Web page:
Jesus defines two types of Christians for us when he places the early church in Peter’s charge-, the Lambs, or babes in Christ, new Christians, and the adult lamb or Sheep, corresponding to the mature Christian. New Christians or young children in the Church are to be fed on milk Paul said to the Christians in Corinth 1 Corinthians 3:2 “I fed you with milk, not solid food, for you were not ready for solid food. Even now you are still not ready,” Lambs suckle from their mother’s until they are weaned then they can eat in the pastures.  Sometimes even when a Christian ought to be more mature in the faith they are not that is why the Sheep need tending, a Minister in Religion or even a fellow Christian can never stop caring and tending to the needs of our fellows just because someone has been in the Community for a long time or we know them to be Christians for some time they – we, may, still need a simpler way to follow, still need milk rather than solid food.

 

Jesus said to Peter “Feed my sheep” Peter gained this special knowledge about how to deal with the individuals in his care because Jesus commissioned him and if you recall had made him the Rock to build the church on and by this I do not believe the current hierarchical systems have anything to do with what Jesus wanted of Peter.

 

In Peter’s own words, the aim of the mature Christian is to become once again like a child, a lamb, 1 Peter 2:2 Like newborn infants, long for the pure, spiritual milk, so that by it you may grow into salvation—“ It is by way of attaining a particular balance of growth into Christian Maturity followed by the attainment of the humility of Christ that transforms us into “lambs” with wisdom, or another one or more of those 7 gift’s of the Holy Spirit represented,  for arguments sake by the 7 horns of the Lamb of God. So we are called to be other Christ’s, as in the past, this won’ t be a walk in the meadow, as Peter is to discover.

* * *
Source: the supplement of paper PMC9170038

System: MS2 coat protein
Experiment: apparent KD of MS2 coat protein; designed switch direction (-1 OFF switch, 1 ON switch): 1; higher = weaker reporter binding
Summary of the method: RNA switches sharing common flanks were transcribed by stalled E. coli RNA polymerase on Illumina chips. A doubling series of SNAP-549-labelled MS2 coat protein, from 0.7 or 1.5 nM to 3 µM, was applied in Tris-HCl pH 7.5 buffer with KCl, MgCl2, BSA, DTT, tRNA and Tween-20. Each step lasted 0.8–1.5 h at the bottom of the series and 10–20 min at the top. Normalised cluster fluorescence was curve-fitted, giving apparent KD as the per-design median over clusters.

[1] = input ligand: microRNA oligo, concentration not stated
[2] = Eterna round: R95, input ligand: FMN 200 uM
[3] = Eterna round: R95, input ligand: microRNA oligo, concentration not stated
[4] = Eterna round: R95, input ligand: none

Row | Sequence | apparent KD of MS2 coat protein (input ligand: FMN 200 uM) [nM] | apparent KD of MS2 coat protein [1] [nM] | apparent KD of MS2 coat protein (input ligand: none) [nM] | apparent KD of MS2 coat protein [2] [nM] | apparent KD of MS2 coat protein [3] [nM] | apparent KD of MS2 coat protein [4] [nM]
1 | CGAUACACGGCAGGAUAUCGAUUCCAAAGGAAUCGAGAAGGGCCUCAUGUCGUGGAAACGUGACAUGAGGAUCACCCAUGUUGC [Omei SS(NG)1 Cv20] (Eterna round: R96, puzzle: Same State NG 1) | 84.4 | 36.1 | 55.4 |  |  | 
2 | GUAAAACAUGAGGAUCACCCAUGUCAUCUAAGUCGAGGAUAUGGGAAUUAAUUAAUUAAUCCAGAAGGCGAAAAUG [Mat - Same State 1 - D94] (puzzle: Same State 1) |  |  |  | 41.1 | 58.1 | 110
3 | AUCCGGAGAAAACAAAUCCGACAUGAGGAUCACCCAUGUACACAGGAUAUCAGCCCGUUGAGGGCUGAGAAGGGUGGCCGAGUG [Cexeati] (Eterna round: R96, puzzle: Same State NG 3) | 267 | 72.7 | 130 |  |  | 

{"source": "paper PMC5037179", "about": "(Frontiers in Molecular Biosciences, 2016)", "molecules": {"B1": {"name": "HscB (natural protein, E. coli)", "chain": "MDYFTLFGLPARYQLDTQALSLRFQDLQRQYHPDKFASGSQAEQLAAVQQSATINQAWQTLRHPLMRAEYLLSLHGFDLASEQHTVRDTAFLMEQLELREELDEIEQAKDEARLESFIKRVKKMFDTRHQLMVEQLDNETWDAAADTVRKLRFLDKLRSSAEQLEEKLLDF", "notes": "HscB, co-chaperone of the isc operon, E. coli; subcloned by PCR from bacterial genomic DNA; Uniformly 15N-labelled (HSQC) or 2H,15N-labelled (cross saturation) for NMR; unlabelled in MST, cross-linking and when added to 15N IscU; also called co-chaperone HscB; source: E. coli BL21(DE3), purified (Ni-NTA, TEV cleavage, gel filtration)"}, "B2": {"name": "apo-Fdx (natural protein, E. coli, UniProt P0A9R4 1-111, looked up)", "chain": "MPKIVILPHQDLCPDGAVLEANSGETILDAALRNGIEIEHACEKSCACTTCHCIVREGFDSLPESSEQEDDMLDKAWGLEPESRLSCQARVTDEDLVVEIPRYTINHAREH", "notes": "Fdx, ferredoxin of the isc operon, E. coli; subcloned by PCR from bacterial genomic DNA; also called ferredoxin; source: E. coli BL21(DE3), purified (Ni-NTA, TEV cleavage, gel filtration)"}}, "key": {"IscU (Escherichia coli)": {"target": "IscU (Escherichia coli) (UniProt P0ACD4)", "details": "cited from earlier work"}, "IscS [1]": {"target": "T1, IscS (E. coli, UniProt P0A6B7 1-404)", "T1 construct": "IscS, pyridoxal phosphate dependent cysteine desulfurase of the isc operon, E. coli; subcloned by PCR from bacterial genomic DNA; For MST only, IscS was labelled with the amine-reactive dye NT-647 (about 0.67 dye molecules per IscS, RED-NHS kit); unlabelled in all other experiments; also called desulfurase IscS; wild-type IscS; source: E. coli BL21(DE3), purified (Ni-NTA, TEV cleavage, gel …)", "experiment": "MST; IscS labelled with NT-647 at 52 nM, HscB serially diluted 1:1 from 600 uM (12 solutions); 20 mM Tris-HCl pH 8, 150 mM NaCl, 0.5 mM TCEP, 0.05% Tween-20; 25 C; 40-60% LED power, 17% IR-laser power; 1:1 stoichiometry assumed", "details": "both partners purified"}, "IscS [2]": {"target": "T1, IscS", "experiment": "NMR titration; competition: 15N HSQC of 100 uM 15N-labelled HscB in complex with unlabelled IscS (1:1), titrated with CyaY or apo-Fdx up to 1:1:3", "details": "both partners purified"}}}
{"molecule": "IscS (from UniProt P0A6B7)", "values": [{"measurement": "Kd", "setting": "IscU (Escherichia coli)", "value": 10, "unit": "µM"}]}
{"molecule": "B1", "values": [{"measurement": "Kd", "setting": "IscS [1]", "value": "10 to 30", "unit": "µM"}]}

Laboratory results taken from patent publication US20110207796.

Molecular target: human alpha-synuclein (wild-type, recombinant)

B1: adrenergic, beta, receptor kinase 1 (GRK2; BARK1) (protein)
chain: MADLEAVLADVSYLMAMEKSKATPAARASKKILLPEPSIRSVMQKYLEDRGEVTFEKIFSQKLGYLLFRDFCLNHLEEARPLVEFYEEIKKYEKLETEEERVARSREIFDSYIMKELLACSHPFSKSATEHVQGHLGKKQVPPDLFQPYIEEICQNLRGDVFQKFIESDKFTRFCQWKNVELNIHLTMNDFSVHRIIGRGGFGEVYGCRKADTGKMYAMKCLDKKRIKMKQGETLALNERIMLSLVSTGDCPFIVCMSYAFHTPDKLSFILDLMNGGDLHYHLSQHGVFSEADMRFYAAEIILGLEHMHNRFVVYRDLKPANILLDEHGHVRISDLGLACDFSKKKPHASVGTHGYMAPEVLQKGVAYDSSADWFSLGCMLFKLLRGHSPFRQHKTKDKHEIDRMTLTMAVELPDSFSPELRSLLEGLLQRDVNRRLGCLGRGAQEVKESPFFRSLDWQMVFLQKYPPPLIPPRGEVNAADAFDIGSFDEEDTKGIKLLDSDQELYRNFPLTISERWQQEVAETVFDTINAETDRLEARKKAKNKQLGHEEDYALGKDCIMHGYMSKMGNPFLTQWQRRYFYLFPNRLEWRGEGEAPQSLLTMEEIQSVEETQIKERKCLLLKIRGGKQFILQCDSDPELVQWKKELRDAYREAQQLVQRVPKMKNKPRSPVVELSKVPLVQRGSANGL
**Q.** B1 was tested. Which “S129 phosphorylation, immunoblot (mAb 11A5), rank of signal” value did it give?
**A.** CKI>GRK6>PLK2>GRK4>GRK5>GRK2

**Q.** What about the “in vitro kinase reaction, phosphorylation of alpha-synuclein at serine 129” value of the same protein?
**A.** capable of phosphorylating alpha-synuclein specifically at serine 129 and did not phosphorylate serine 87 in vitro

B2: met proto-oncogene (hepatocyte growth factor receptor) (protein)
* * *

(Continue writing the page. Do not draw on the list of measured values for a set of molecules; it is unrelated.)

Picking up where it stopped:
Jesus then comments, that in the past Peter had had the independence of one who dressed himself and went wherever he wanted to and when he wanted to, the illustration used is Peter putting his own belt on. In the end this will not be so because someone will bind him with his belt and take him somewhere he would rather not go, will bind him to a cross in preparation for crucifixion.

I Googled for information regarding the metaphorical meaning of “belts” in the Gospels, the belt represents Truth, and the Word of God, is part of the armour of God mentioned by Paul in Ephesians 6:14. Stand firm, therefore, having fastened the belt of truth around your waist, and having put on the breastplate of righteousness I S V.

Peter, this is the Truth, you are, girded with Truth and guardian of my Word and what I have prophesied is true, Peter, you will glorify God through your death on the cross, because I who am Truth have said so? Understanding the symbolism of his times I think Peter would have understood clearly.
Then Jesus says follow me, just as in the beginning of their journey together.

Let us also follow him, learn to place milk or liquid soy back on our diets and when we put a belt on or a bracelet recall it represents Truth and the Word of God, and realize how precious is our freedom to worship as we choose.

Amen